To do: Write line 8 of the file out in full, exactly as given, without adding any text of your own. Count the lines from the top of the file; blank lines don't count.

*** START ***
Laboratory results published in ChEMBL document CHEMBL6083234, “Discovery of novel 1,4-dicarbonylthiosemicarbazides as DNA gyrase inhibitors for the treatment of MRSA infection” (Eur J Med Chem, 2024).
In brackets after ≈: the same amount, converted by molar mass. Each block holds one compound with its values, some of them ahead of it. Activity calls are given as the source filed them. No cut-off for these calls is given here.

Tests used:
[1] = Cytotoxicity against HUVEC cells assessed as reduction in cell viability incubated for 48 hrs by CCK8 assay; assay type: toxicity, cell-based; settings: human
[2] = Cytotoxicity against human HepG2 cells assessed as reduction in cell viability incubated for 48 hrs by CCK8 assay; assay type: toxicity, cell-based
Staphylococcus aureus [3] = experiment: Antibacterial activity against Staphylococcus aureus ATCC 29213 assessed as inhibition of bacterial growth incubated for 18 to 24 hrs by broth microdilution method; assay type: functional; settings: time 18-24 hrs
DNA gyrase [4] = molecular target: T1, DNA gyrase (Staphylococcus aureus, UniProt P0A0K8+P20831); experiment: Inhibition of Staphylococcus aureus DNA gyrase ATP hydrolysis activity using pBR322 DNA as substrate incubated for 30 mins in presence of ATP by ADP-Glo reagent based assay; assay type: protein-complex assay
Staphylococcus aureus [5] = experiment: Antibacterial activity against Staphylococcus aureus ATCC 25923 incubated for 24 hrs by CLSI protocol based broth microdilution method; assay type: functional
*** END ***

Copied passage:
Staphylococcus aureus [5] = experiment: Antibacterial activity against Staphylococcus aureus ATCC 25923 incubated for 24 hrs by CLSI protocol based broth microdilution method; assay type: functional